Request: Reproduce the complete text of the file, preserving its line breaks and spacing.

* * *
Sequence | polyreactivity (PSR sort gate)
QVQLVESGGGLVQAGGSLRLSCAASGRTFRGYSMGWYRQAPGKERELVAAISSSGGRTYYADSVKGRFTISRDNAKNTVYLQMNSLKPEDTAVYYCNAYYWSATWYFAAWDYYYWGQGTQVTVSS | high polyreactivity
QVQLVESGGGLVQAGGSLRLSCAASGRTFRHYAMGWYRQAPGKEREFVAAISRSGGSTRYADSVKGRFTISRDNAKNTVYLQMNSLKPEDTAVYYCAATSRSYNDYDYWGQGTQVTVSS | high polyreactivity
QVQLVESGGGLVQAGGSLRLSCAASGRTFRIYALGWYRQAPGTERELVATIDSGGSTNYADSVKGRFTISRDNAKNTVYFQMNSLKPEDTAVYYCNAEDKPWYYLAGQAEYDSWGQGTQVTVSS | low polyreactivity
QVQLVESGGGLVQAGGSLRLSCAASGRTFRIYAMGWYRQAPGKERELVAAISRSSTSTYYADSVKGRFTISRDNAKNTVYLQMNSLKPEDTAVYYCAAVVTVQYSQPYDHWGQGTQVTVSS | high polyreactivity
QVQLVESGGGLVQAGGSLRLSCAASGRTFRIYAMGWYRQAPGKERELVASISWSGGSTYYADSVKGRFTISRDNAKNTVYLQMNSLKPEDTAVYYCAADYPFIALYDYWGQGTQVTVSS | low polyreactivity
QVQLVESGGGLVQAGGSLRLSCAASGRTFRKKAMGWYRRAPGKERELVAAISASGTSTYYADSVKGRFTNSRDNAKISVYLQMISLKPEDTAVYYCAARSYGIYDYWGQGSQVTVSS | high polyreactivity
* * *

Sequence | polyreactivity (PSR sort gate)
QVQLVESGGGLVQAGGSLRLSCAASGRTFRGYSMGWYRQAPGKERELVAAISSSGGRTYYADSVKGRFTISRDNAKNTVYLQMNSLKPEDTAVYYCNAYYWSATWYFAAWDYYYWGQGTQVTVSS | high polyreactivity
QVQLVESGGGLVQAGGSLRLSCAASGRTFRHYAMGWYRQAPGKEREFVAAISRSGGSTRYADSVKGRFTISRDNAKNTVYLQMNSLKPEDTAVYYCAATSRSYNDYDYWGQGTQVTVSS | high polyreactivity
QVQLVESGGGLVQAGGSLRLSCAASGRTFRIYALGWYRQAPGTERELVATIDSGGSTNYADSVKGRFTISRDNAKNTVYFQMNSLKPEDTAVYYCNAEDKPWYYLAGQAEYDSWGQGTQVTVSS | low polyreactivity
QVQLVESGGGLVQAGGSLRLSCAASGRTFRIYAMGWYRQAPGKERELVAAISRSSTSTYYADSVKGRFTISRDNAKNTVYLQMNSLKPEDTAVYYCAAVVTVQYSQPYDHWGQGTQVTVSS | high polyreactivity
QVQLVESGGGLVQAGGSLRLSCAASGRTFRIYAMGWYRQAPGKERELVASISWSGGSTYYADSVKGRFTISRDNAKNTVYLQMNSLKPEDTAVYYCAADYPFIALYDYWGQGTQVTVSS | low polyreactivity
QVQLVESGGGLVQAGGSLRLSCAASGRTFRKKAMGWYRRAPGKERELVAAISASGTSTYYADSVKGRFTNSRDNAKISVYLQMISLKPEDTAVYYCAARSYGIYDYWGQGSQVTVSS | high polyreactivity